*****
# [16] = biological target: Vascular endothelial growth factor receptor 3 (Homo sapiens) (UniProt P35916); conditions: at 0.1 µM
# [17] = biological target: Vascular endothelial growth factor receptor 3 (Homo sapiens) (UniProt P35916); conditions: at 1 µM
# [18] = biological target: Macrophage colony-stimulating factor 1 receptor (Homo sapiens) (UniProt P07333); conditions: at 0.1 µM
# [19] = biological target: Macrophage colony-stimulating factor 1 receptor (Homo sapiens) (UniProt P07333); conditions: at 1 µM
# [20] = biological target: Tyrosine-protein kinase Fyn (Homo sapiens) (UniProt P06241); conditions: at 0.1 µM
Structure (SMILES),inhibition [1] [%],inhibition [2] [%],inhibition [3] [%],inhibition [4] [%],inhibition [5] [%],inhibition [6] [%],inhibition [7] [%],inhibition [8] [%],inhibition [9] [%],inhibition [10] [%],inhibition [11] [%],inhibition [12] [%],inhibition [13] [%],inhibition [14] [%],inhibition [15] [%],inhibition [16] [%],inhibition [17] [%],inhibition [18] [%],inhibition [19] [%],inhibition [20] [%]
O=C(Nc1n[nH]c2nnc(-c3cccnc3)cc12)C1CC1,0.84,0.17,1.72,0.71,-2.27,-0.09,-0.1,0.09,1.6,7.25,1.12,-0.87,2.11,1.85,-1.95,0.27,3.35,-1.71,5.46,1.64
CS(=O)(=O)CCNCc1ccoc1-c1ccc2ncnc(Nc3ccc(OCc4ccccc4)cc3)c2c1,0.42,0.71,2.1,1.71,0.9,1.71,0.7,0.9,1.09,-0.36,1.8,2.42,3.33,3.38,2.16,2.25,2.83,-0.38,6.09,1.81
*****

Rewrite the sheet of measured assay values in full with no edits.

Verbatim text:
# [16] = biological target: Vascular endothelial growth factor receptor 3 (Homo sapiens) (UniProt P35916); conditions: at 0.1 µM
# [17] = biological target: Vascular endothelial growth factor receptor 3 (Homo sapiens) (UniProt P35916); conditions: at 1 µM
# [18] = biological target: Macrophage colony-stimulating factor 1 receptor (Homo sapiens) (UniProt P07333); conditions: at 0.1 µM
# [19] = biological target: Macrophage colony-stimulating factor 1 receptor (Homo sapiens) (UniProt P07333); conditions: at 1 µM
# [20] = biological target: Tyrosine-protein kinase Fyn (Homo sapiens) (UniProt P06241); conditions: at 0.1 µM
Structure (SMILES),inhibition [1] [%],inhibition [2] [%],inhibition [3] [%],inhibition [4] [%],inhibition [5] [%],inhibition [6] [%],inhibition [7] [%],inhibition [8] [%],inhibition [9] [%],inhibition [10] [%],inhibition [11] [%],inhibition [12] [%],inhibition [13] [%],inhibition [14] [%],inhibition [15] [%],inhibition [16] [%],inhibition [17] [%],inhibition [18] [%],inhibition [19] [%],inhibition [20] [%]
O=C(Nc1n[nH]c2nnc(-c3cccnc3)cc12)C1CC1,0.84,0.17,1.72,0.71,-2.27,-0.09,-0.1,0.09,1.6,7.25,1.12,-0.87,2.11,1.85,-1.95,0.27,3.35,-1.71,5.46,1.64
CS(=O)(=O)CCNCc1ccoc1-c1ccc2ncnc(Nc3ccc(OCc4ccccc4)cc3)c2c1,0.42,0.71,2.1,1.71,0.9,1.71,0.7,0.9,1.09,-0.36,1.8,2.42,3.33,3.38,2.16,2.25,2.83,-0.38,6.09,1.81